Once the dentist is able to reach the wisdom tooth, he or she will cut it loose from the tissue around it in order to remove it. In some cases, the dentist will cut the actual tooth into several smaller pieces so that it can be taken out more easily. When the dentist has finished, he will sew up the incision into your gum.

Depending on how difficult it will be to reach your wisdom teeth and on how many teeth you are having removed, the procedure can take several minutes to a half an hour to complete.

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How long will it take before I feel normal again?

For the first few days after the procedure, you will have some bleeding and pain to deal with, and you’ll need to keep gauze on the area where the tooth was removed to help stop the bleeding. Using ice packs on your cheek and taking prescribed pain medication can help you cope with the swelling and with the discomfort.

You’ll also need to avoid using a straw or smoking cigarettes for 24 to 48 hours after the procedure because the “sucking” action can cause complications. When you feel like eating, you’ll want to have only liquid or soft foods at first, then gradually work in more solid foods over the course of the next few days. Plan on taking at least a day or two off from work and other activities because resting will help you heal faster.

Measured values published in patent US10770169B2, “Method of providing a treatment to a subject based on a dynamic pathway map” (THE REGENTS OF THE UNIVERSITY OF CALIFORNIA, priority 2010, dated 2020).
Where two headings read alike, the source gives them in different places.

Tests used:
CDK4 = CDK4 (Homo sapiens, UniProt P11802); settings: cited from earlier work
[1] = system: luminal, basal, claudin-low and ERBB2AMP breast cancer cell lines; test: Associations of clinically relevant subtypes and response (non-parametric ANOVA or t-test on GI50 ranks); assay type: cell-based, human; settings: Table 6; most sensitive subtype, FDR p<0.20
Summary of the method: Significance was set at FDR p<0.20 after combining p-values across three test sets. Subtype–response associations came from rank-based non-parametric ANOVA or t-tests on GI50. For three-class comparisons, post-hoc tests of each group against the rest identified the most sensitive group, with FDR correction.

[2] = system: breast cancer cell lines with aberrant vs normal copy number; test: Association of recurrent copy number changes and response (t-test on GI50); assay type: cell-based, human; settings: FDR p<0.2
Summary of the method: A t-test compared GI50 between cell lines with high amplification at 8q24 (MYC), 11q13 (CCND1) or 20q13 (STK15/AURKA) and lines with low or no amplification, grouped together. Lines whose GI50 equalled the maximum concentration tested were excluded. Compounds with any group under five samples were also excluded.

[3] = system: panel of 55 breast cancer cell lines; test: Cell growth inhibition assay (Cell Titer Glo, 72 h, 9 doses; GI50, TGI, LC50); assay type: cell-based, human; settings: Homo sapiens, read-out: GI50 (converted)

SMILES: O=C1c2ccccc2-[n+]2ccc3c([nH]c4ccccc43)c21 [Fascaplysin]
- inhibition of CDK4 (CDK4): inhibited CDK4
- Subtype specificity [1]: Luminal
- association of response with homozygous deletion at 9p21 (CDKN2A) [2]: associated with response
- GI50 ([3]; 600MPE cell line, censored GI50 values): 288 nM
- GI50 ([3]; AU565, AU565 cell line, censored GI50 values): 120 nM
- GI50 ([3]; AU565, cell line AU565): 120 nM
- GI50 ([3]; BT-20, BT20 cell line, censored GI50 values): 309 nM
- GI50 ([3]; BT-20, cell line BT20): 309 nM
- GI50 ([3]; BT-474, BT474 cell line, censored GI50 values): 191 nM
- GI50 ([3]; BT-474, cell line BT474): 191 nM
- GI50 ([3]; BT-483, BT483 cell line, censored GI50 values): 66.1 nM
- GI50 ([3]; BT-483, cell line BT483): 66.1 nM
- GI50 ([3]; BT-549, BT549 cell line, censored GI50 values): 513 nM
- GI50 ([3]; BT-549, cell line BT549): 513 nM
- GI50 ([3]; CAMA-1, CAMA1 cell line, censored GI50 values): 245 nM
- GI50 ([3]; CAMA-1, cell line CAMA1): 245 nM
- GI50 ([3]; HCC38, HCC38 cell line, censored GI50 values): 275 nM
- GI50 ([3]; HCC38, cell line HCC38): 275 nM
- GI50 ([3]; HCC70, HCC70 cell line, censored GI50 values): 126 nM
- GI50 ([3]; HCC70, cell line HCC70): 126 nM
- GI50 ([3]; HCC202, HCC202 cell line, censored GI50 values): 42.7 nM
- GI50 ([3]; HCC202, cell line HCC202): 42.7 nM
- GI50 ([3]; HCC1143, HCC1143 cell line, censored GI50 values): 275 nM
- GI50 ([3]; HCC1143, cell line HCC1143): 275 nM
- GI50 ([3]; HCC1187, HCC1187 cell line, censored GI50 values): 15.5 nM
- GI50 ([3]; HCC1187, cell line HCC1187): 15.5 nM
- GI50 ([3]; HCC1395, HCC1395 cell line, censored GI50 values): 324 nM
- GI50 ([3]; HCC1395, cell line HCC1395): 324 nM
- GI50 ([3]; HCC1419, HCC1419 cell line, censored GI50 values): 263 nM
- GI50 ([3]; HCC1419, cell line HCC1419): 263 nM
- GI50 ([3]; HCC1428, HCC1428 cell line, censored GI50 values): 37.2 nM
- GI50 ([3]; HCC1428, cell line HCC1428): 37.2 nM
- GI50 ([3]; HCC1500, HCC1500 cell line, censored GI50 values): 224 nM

If you have no complications, you’ll be feeling better in 2 to 3 days.

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Are there any risks?

As with any surgery, there are potential risks from the anesthetic. However, those types of problems are generally rare, especially with local anesthetic. Other serious but very uncommon risks include a jaw fracture (caused when the tooth is removed), permanent mouth numbness, and nerve damage.

The common complication, however, is usually dry socket. “Dry socket” occurs when the blood clot forming over the extraction site falls out. This can cause significant pain and an increased healing time. Dry socket can sometimes occur for no reason but is often caused when patients use a straw, smoke a cigarette, or do any type of sucking action too soon after the extraction, so it is imperative to follow your dentist’s instructions to the letter.

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Will I be happy with my results?

Although the days following your wisdom tooth removal can be difficult, once your healing is completed, you will probably be very happy with the results, especially if you’ve been suffering from reoccurring issues with your wisdom teeth before. Removing the teeth should prevent any future problems.

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Further information

This web site has been prepared to give a basic understanding of the procedure before a consultation takes place, and to cover many of the questions frequently asked about this type of cosmetic surgery. Final decisions should not be made until an individual assessment has taken place with the surgeon.

There is no obligation on the part of the patient to undergo surgery by attending for consultation.

If you have any further questions or would like to arrange a consultation please fill in the online form or call us on 0759 0666 302 - Laman or 0772 5950 190 - Justin. All enquiries are always treated confidentially.
















All enquiries are always treated
most confidentially.